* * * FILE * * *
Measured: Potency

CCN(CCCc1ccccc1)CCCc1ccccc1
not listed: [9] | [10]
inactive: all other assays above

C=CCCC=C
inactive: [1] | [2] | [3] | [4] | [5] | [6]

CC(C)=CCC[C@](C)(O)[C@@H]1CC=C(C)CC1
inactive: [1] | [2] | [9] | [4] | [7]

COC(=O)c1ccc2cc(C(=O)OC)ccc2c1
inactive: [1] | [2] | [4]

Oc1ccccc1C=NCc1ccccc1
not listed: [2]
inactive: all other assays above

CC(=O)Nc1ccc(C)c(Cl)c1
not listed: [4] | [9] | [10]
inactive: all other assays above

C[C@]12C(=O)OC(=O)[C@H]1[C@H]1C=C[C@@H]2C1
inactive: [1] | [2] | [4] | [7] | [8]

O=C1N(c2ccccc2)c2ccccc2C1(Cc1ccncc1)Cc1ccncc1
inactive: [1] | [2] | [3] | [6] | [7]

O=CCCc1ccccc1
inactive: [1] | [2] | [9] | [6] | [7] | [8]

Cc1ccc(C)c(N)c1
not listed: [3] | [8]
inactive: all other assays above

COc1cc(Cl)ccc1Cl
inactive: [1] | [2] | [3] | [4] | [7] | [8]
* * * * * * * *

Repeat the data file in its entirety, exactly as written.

Measured: Potency

CCN(CCCc1ccccc1)CCCc1ccccc1
not listed: [9] | [10]
inactive: all other assays above

C=CCCC=C
inactive: [1] | [2] | [3] | [4] | [5] | [6]

CC(C)=CCC[C@](C)(O)[C@@H]1CC=C(C)CC1
inactive: [1] | [2] | [9] | [4] | [7]

COC(=O)c1ccc2cc(C(=O)OC)ccc2c1
inactive: [1] | [2] | [4]

Oc1ccccc1C=NCc1ccccc1
not listed: [2]
inactive: all other assays above

CC(=O)Nc1ccc(C)c(Cl)c1
not listed: [4] | [9] | [10]
inactive: all other assays above

C[C@]12C(=O)OC(=O)[C@H]1[C@H]1C=C[C@@H]2C1
inactive: [1] | [2] | [4] | [7] | [8]

O=C1N(c2ccccc2)c2ccccc2C1(Cc1ccncc1)Cc1ccncc1
inactive: [1] | [2] | [3] | [6] | [7]

O=CCCc1ccccc1
inactive: [1] | [2] | [9] | [6] | [7] | [8]

Cc1ccc(C)c(N)c1
not listed: [3] | [8]
inactive: all other assays above

COc1cc(Cl)ccc1Cl
inactive: [1] | [2] | [3] | [4] | [7] | [8]